Paz received her S.J.D. doctoral degree from Harvard Law School. While at Harvard, she was awarded a number of fellowships, including at the Hauser Center for Non-Profit Organizations, The European Law Research Center, and the Weatherhead Center for International Affairs. Before Harvard, she attended The University of London, School of Oriental and African Studies (SOAS) and Beijing Normal University.
Dr. Clare Sullivan
Dr. Clare Sullivan is a cyber-law lawyer specializing in digital identity, privacy and cyber security. She is a Professor of Law at the law Center, Georgetown University. Professor Sullivan has a PhD in cyber- law and was awarded both a Fulbright scholarship and an Australian government Endeavour Fellowship for her research in this field.
She is the author of internationally published articles on digital identity and cyber security in the UK, Europe, the US and Australia. Dr. Sullivan's publications include 'In the Public Interest', 'Digital Identity Digital Citizenship and the Right to Digital Identity under International Law', Computer Law and Security Review, and 'The 2014 Sony Hack and the Role of International Law Digital Citizen Rights,' Georgetown University and Syracuse University Institute For National Security And Counterterrorism, Journal of National Security and the Law (2016). She also authored the first report on international trade-based money laundering, and 'Digital Identity', the first international legal study of the legal implications of digital identity for individuals, businesses and government. She is a 2016-2018 Fulbright Ambassador as well as a consultant for the Commonwealth Secretariat, London, for the 'A Legal Identity for All' initiative for the 54 Commonwealth Countries. Dr. Sullivan is currently a PI on two research projects at Georgetown University. The first is the International Sharing project for a consortium of US multinational corporations which examines the legal implications of the sharing of cyber threat information internationally. The second is a project for the US Department of Defense which considers the implications of the Estonian e-Residency initiative on US national and international security.
Prior to joining Georgetown University, Professor Sullivan was faculty at the University of South Australia and prior to that she was in legal practice in Australia and internationally with Baker & McKenzie.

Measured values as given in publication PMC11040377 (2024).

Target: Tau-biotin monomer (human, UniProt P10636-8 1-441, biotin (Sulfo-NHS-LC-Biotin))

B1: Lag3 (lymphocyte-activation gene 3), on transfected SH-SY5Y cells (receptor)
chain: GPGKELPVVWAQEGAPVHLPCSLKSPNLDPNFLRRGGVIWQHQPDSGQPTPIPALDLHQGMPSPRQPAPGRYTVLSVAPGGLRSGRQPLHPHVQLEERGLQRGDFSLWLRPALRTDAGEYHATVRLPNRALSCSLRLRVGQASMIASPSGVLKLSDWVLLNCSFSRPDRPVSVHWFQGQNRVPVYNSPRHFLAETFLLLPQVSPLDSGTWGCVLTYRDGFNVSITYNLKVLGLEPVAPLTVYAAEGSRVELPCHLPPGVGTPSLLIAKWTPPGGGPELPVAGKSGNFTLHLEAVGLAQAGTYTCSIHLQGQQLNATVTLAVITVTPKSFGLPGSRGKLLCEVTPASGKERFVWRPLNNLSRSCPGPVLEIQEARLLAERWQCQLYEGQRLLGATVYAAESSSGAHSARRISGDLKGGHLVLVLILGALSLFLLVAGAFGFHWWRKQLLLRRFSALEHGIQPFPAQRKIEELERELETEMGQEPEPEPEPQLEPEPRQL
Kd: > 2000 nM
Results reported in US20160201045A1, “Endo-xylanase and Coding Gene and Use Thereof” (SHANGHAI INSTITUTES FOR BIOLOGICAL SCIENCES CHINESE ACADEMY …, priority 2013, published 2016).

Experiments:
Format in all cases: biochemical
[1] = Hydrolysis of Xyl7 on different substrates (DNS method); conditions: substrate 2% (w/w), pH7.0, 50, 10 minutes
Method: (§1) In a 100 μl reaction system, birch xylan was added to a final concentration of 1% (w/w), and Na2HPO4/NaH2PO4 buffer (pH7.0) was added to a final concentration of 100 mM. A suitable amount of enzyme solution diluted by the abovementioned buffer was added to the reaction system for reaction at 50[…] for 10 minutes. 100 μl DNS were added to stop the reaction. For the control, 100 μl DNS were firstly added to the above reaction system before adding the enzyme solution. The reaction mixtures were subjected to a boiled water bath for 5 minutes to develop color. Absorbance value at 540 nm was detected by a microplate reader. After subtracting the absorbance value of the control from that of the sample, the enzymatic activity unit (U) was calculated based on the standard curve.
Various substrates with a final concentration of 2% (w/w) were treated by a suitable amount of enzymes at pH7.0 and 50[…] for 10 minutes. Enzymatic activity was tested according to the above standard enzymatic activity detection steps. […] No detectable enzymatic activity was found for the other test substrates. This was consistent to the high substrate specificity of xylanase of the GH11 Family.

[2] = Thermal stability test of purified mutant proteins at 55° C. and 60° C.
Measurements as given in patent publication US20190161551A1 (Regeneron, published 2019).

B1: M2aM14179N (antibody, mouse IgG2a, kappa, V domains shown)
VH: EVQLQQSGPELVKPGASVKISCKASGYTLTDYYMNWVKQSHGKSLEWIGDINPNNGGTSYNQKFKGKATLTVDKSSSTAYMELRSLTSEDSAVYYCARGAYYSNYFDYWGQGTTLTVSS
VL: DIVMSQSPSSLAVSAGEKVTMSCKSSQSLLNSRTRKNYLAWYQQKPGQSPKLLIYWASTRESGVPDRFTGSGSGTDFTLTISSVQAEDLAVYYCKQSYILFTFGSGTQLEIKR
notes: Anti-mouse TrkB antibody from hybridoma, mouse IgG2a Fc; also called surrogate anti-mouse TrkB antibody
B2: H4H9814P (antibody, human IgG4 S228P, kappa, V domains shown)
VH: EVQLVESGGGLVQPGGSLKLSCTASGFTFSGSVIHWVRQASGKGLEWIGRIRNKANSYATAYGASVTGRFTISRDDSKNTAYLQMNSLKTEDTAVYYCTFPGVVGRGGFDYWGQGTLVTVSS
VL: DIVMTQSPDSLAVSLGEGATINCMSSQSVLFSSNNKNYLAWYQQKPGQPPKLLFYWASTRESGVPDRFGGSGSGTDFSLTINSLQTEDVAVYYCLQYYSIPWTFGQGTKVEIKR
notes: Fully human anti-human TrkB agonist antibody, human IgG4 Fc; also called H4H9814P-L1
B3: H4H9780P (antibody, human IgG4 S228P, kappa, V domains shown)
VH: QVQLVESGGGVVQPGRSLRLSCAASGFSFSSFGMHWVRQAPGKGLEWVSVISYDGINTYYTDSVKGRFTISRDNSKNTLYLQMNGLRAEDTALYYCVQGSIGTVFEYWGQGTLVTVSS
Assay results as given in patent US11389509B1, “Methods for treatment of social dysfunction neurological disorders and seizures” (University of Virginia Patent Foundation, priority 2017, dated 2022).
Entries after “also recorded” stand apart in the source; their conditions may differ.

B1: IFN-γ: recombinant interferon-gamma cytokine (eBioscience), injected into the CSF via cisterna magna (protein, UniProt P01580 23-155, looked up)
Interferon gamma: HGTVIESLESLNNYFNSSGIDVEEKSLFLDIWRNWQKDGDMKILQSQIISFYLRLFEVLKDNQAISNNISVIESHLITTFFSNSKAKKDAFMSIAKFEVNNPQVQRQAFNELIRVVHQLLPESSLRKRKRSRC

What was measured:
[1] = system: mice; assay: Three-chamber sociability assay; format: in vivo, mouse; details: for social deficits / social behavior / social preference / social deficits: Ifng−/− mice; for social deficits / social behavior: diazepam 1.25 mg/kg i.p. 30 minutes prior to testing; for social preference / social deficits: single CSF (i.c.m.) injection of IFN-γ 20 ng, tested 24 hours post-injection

Jennifer Daskal is a Non-Resident Fellow at the Center, and a former Research Fellow with the Center. Daskal joined American University Washington College of Law (WCL) in 2013 as an Assistant Professor of Law. She teaches and writes in the fields of criminal law, national security law, and constitutional law. From 2009-2011, Daskal was counsel to the Assistant Attorney General for National Security at the Department of Justice and, among other things, served on the Secretary of Defense and Attorney General-led Detention Policy Task Force. Prior to joining DOJ, she was the senior counterterrorism counsel at Human Rights Watch, worked as a staff attorney for the Public Defender Service for the District of Columbia, and clerked for the Honorable Jed S. Rakoff. She spent two years before joining WCL's faculty as a national security law fellow and adjunct professor at Georgetown Law Center.Daskal is a graduate of Brown University, Harvard Law School, and Cambridge University, where she was a Marshall Scholar. Recent publications include Pre-Crime Restraints: The Explosion of Targeted, Non-Custodial Prevention, 99 Cornell L. Rev. 327 (2014), After the AUMF, 5 Harvard Nat'l Sec. L. J. 115 (2014) (co-authored with Steve Vladeck), and The Geography of the Battlefield: A Framework for Detention and Targeting Outside the 'Hot' Conflict Zone, 171 Penn. L. Rev. 1165 (2013). Daskal has published op-eds in the New York Times, Washington Post, International Herald Tribune, L.A. Times, and Salon.com, and she has appeared on BBC, C-Span, CNN, MSNBC, and NPR, among other media outlets. She is Founding Editor of and regular contributor to the recently launched Just Security blog.